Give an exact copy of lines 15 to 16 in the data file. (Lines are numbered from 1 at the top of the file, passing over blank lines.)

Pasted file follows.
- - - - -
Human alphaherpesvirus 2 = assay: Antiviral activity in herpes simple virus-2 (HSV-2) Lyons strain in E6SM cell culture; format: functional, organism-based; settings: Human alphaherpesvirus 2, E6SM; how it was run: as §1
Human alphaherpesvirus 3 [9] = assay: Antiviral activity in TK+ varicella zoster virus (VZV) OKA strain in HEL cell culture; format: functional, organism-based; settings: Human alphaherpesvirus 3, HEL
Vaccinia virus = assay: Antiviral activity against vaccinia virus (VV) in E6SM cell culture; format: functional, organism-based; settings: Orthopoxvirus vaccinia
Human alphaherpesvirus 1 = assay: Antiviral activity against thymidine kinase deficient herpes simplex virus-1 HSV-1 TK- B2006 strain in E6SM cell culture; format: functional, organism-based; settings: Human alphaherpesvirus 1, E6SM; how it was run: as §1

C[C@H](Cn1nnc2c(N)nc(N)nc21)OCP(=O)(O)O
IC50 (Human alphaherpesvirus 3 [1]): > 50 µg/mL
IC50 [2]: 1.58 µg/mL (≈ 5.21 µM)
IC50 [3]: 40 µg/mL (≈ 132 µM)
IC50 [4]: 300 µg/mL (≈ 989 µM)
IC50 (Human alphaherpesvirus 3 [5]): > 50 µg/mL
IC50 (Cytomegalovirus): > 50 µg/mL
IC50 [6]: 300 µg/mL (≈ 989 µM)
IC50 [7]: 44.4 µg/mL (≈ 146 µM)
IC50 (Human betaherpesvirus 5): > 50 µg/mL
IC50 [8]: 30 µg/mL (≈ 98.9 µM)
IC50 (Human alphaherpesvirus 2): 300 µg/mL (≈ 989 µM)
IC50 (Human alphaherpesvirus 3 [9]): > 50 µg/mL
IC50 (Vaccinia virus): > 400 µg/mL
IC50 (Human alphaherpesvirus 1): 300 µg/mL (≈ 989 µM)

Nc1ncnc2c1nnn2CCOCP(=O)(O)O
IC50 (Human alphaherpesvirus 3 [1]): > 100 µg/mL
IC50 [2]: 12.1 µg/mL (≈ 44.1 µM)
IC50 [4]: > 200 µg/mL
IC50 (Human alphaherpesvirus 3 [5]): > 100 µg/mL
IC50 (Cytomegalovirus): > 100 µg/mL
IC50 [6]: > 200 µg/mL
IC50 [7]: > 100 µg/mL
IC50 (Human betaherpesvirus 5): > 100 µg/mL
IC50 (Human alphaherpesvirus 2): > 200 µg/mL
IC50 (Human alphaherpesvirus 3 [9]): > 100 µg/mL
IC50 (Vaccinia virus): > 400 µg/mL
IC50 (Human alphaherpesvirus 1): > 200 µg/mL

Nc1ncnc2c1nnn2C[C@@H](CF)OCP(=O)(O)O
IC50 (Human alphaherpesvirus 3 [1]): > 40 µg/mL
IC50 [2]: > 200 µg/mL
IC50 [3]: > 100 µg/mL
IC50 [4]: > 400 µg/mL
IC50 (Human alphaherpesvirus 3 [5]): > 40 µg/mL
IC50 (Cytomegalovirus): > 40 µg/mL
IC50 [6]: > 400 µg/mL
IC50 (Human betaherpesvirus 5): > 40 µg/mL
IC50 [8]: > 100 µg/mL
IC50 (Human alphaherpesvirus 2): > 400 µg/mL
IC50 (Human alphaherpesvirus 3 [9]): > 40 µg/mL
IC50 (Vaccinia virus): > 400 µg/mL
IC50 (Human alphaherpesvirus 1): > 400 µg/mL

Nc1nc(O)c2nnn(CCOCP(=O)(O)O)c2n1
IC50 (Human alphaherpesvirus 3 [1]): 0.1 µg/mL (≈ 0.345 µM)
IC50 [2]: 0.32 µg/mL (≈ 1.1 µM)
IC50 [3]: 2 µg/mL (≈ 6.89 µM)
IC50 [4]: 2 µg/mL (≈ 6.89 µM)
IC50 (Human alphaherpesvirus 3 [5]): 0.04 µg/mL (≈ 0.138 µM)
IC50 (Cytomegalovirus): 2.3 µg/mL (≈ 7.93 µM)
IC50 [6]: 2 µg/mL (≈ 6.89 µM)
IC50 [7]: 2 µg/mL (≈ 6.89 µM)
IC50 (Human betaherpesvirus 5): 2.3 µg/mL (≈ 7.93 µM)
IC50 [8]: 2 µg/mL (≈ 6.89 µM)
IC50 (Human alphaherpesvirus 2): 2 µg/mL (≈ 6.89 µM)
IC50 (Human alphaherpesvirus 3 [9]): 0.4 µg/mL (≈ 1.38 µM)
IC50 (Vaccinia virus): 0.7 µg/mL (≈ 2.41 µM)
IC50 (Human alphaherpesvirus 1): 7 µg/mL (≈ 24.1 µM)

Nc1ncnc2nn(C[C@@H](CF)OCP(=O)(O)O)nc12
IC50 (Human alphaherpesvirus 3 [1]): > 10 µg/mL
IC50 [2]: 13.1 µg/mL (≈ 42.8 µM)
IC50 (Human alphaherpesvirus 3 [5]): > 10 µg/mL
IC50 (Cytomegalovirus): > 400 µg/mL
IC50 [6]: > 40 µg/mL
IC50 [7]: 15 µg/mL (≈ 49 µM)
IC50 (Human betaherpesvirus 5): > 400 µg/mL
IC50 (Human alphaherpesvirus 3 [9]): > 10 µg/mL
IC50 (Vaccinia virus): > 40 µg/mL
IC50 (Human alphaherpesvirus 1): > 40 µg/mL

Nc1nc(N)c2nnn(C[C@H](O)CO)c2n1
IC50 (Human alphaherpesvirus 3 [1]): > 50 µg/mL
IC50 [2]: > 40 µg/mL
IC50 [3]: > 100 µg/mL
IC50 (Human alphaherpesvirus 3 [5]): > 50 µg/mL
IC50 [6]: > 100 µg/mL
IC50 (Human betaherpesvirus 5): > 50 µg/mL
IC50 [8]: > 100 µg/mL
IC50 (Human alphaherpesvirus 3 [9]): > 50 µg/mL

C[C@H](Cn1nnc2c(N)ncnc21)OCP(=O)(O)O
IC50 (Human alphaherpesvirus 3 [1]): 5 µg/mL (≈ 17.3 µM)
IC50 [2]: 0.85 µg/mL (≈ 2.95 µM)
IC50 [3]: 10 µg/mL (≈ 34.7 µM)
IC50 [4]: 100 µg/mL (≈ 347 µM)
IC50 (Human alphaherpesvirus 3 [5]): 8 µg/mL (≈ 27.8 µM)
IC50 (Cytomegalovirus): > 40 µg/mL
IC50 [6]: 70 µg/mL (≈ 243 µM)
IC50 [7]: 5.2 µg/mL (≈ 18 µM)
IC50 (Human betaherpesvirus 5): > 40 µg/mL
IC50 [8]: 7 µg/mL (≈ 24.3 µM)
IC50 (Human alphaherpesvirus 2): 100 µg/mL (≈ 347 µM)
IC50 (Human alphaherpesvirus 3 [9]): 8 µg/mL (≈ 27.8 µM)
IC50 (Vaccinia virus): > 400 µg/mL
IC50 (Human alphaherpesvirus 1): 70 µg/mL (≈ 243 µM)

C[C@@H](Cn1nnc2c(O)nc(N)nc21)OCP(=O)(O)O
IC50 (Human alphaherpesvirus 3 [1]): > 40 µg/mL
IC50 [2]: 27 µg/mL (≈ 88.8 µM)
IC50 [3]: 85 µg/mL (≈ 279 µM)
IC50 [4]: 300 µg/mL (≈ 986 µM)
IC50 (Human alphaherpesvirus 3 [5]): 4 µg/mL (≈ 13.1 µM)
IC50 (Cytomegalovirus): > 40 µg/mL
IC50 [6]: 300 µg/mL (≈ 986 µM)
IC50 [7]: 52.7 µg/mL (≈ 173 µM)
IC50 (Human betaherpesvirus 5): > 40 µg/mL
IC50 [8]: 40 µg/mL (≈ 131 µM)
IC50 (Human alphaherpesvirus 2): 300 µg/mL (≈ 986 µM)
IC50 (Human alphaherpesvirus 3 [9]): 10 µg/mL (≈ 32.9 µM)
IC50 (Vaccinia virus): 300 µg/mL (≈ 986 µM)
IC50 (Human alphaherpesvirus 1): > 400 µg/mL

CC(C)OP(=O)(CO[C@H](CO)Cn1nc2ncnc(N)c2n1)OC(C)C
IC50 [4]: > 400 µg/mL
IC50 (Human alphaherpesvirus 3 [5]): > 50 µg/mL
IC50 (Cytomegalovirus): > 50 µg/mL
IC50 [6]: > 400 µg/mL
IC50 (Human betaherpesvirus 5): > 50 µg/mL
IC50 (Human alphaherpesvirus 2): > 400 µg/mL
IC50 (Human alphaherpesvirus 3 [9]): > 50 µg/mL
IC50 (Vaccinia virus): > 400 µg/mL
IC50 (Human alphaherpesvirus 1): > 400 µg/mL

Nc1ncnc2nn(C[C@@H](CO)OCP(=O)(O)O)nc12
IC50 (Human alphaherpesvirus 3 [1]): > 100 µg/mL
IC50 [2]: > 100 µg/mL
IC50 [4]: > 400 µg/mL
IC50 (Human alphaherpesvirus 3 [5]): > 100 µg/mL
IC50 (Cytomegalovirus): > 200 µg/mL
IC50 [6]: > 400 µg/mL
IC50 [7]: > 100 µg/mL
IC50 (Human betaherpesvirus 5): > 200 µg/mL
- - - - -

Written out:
IC50 [8]: 30 µg/mL (≈ 98.9 µM)
IC50 (Human alphaherpesvirus 2): 300 µg/mL (≈ 989 µM)